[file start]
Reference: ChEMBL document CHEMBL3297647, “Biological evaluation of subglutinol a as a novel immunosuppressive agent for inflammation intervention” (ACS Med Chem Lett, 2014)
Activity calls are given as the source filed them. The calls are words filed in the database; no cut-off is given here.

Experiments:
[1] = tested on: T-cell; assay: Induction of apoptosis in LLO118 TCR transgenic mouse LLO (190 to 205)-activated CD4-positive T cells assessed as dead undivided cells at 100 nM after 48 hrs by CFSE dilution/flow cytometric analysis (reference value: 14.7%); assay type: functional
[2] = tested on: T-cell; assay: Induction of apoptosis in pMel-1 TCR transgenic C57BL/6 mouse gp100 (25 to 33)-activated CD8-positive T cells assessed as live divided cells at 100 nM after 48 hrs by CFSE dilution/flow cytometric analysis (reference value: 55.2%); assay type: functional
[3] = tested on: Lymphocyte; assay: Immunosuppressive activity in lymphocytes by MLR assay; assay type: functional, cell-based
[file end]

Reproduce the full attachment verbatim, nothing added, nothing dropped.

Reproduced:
Reference: ChEMBL document CHEMBL3297647, “Biological evaluation of subglutinol a as a novel immunosuppressive agent for inflammation intervention” (ACS Med Chem Lett, 2014)
Activity calls are given as the source filed them. The calls are words filed in the database; no cut-off is given here.

Experiments:
[1] = tested on: T-cell; assay: Induction of apoptosis in LLO118 TCR transgenic mouse LLO (190 to 205)-activated CD4-positive T cells assessed as dead undivided cells at 100 nM after 48 hrs by CFSE dilution/flow cytometric analysis (reference value: 14.7%); assay type: functional
[2] = tested on: T-cell; assay: Induction of apoptosis in pMel-1 TCR transgenic C57BL/6 mouse gp100 (25 to 33)-activated CD8-positive T cells assessed as live divided cells at 100 nM after 48 hrs by CFSE dilution/flow cytometric analysis (reference value: 55.2%); assay type: functional
[3] = tested on: Lymphocyte; assay: Immunosuppressive activity in lymphocytes by MLR assay; assay type: functional, cell-based